M. Ward’s Fuel for Fire samples Saint-Saens’ “The Swan”

February 15, 2013

I was listening to M. Ward’s Fuel for Fire recently and I couldn’t place the Cello melody. I’d heard the song before, but for some reason this time I needed to identify the quote. The best you’ll get on the Internet is that it’s a sample from a Pablo Casals track. Googling for “famous cello melodies” is surprisngly ineffective, and searching YouTube leaves you with a lot of unaccompinied Bach Sonatas and Elgar Concertos.

In a sudden flash of clarity, I remembered there was a famoous cello solo from Swan Lake. Okay, maybe not from Swan Lake, Google said to me, but from Saint-Saens’ “Carnival of the Animals”, specifically The Swan. In any case, I got to where I was going, and so I’m posting this here in the hopes that it’ll help out anyone that is similarly annoyed.

Sloppy Focus or Focus Follows Mouse

November 17, 2011

Some people like Focus Follows Mouse or (my preferred) Sloppy Focus. I’m sure some of those same people probably also like autoraise. I don’t.

You can easily get either sloppy focus or FFM with gnome-tweak-tool. The autoraise thing is a bit tricker, but I found the answer here. All you need to do is open up gconf-editor, and then uncheck /apps/metacity/general/auto_raise, like so:

Buffer Bloat: Experiment 1

August 11, 2011

Ever since I first saw Jim Getty’s post on testing bufferbloat, I wanted in. But at the time I was living with room mates, and I didn’t feel like taking the router out of our network for testing that had already been done multiple times over.

Now that I’m on my own though, I have a chance to experiment on a clean network without disturbing anyone else’s network throughput. I expect his numbers will be remarkably similar to mine, simply because we both have very similar hardware (revisions of Linksys WRT54, I have the WRT54G).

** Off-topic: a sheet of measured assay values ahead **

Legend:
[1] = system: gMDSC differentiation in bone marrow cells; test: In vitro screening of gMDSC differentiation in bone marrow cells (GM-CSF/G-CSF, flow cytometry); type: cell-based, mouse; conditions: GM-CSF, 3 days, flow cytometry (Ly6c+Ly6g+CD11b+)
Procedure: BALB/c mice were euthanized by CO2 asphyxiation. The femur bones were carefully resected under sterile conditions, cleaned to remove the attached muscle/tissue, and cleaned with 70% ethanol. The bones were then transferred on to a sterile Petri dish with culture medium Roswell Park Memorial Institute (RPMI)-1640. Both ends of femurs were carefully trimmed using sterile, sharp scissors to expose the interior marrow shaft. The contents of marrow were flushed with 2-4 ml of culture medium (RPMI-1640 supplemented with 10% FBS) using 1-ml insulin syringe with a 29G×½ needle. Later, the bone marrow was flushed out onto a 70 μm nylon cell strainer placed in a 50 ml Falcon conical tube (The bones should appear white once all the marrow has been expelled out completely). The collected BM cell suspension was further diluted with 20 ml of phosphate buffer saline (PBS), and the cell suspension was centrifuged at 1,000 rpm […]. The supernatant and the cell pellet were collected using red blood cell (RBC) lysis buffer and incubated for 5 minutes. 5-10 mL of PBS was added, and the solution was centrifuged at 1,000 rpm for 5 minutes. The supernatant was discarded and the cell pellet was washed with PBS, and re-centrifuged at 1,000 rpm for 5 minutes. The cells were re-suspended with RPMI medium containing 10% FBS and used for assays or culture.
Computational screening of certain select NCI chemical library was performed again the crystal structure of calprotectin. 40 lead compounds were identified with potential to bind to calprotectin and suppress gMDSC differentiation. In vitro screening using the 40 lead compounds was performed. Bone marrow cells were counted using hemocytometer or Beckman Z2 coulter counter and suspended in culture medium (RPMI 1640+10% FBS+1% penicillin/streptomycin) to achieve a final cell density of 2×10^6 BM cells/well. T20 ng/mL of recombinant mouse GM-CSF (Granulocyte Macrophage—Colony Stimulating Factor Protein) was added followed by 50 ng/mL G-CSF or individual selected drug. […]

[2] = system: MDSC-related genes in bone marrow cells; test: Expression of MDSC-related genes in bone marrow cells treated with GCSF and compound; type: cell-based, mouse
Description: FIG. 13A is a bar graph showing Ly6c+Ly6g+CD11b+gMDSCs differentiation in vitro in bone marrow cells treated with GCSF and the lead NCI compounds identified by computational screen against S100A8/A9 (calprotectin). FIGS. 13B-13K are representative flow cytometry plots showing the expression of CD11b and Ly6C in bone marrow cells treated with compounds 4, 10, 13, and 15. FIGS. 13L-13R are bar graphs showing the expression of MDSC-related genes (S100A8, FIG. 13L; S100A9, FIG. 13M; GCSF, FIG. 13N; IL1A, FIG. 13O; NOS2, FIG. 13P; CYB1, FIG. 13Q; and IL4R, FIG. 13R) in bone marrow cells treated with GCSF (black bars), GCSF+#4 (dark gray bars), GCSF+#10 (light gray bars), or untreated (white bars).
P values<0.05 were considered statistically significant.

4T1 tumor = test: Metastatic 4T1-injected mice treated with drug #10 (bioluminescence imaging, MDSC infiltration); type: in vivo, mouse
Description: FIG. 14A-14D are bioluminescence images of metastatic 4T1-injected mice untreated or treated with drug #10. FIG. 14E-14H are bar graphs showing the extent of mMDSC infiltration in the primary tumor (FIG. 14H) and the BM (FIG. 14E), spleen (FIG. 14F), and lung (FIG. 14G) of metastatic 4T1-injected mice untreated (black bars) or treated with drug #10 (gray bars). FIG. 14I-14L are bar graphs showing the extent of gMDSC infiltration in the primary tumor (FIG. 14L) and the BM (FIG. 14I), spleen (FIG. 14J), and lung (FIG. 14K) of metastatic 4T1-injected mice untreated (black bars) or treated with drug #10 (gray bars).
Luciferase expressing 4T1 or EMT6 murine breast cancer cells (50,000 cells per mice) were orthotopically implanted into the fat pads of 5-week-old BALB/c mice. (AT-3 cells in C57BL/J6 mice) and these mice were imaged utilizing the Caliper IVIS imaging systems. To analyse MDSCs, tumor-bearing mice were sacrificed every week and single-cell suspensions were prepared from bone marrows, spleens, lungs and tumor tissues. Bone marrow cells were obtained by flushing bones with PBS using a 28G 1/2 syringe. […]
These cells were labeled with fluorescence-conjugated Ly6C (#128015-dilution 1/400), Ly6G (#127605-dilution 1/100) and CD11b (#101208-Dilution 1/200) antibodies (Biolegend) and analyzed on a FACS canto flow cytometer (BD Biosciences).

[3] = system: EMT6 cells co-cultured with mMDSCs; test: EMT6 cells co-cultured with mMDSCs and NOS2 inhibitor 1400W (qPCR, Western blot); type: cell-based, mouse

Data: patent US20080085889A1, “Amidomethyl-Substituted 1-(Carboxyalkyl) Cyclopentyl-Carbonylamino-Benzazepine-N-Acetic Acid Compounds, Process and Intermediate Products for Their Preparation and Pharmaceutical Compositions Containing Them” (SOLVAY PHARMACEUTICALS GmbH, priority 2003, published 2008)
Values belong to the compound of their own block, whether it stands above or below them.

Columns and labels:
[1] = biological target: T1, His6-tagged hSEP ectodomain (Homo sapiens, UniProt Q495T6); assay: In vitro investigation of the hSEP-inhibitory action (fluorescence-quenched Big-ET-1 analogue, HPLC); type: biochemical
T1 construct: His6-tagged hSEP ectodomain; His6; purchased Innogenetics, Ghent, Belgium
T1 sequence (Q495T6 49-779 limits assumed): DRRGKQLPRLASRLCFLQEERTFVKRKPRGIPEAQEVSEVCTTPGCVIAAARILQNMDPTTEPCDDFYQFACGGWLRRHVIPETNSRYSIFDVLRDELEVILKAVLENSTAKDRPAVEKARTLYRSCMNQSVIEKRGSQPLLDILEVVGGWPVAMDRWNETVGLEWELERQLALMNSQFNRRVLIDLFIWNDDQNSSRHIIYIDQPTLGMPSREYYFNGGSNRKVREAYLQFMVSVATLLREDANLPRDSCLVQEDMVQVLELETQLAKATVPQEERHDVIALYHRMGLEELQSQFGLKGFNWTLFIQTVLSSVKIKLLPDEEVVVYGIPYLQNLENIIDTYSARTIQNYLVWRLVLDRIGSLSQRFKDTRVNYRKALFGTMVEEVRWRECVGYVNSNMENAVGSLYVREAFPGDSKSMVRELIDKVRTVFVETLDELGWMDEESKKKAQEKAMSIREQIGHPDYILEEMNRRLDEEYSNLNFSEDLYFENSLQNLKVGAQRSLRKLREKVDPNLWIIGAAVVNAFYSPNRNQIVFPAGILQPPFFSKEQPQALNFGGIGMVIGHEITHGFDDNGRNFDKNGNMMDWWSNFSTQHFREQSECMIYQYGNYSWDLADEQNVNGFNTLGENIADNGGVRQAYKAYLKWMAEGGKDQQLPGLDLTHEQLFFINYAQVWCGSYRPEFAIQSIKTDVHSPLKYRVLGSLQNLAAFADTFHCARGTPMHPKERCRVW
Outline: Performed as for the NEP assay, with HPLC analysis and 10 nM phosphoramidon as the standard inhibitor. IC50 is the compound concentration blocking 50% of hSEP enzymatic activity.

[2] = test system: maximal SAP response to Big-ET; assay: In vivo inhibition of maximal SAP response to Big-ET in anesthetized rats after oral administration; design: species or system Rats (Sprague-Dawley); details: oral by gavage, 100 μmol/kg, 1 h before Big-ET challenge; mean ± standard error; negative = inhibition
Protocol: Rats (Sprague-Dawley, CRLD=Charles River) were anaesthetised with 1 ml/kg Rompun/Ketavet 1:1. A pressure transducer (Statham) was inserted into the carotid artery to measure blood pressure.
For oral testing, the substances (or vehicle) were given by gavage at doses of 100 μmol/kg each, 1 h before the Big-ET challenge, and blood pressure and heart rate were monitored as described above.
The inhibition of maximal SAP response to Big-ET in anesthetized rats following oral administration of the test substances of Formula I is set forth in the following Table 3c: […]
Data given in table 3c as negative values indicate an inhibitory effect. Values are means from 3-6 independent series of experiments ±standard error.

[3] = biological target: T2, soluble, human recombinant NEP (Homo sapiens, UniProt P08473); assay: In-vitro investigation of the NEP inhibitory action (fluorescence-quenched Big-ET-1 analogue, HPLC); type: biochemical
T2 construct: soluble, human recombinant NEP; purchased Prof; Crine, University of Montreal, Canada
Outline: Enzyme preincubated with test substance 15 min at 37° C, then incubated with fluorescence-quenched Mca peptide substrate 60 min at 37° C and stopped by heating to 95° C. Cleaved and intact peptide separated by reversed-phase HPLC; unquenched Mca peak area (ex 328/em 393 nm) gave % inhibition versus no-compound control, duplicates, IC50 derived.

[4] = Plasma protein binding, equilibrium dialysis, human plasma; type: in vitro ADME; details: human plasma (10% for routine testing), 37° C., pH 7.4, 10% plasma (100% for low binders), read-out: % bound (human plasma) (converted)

Experiment 1a:

$ nttcp -t -D -n2048000 nfsserver & ping -n nfsserver 
[1] 5193 
PING nfsserver.lan (192.168.1.238) 56(84) bytes of data. 
64 bytes from 192.168.1.238: icmp_req=1 ttl=64 time=0.293 ms 
64 bytes from 192.168.1.238: icmp_req=2 ttl=64 time=48.3 ms 
64 bytes from 192.168.1.238: icmp_req=3 ttl=64 time=91.5 ms 
64 bytes from 192.168.1.238: icmp_req=4 ttl=64 time=140 ms 
64 bytes from 192.168.1.238: icmp_req=5 ttl=64 time=183 ms 
64 bytes from 192.168.1.238: icmp_req=6 ttl=64 time=221 ms 
64 bytes from 192.168.1.238: icmp_req=7 ttl=64 time=222 ms 
64 bytes from 192.168.1.238: icmp_req=8 ttl=64 time=224 ms 
64 bytes from 192.168.1.238: icmp_req=9 ttl=64 time=220 ms 
64 bytes from 192.168.1.238: icmp_req=10 ttl=64 time=222 ms 
64 bytes from 192.168.1.238: icmp_req=11 ttl=64 time=223 ms 
64 bytes from 192.168.1.238: icmp_req=12 ttl=64 time=224 ms 

Experiment 1b:

For the rest of the experiment, I’m just going to use the format that Gettys uses in comment 843.

First tune down the tx ring buffer to 64 as he has done with ethtool -G eth0 tx 256. Then run across multiple txqueuelen values. These can be tuned with ifconfig. For example:

ifconfig eth0 txqueuelen 0 

Here are the numbers in tabular form:

txqueuelen tx-ring RTT 

1000 256 220ms (default - Experiment 1a) 

0 64 2ms 
2 64 3ms 
5 64 10ms 
10 64 45ms 
25 64 110ms 
50 64 190ms 
100 64 210ms 
1000 64 225ms 
10000 64 228ms 

Experiment 1b:

Experiment with a different tx-ring value. Set this with ethtool -G eth0 tx 4096:

txqueuelen tx-ring RTT 

0 4096 130ms 
2 4096 140ms 
5 4096 160ms 
10 4096 180ms 
25 4096 190ms 
50 4096 200ms 
100 4096 225ms 
1000 4096 230ms 
10000 4096 230ms 

Experiment 1d:

Don’t have a Windows or Mac system, and not intending to get either any time soon. By the way, for those that are curious:

$ uname -r 3.0.0-gentoo 

Conclusion:

This hardware configuration seems to give very similar results to Gettys results. My results were a little better in general, with the same trend. Also for big buffers my performance seemed to suffer more .We’re both running with Intel cards, and a Linksys WRT-54 variant. If there’s any bit of difference, it’s that I’m using an ancient 3Com NIC in my server, but that didn’t seem to have a huge effect on the tests. Tomorrow I’ll continue with Experiments 2+3, but for now I want to try my new router🙂

Textinput troubles

August 10, 2011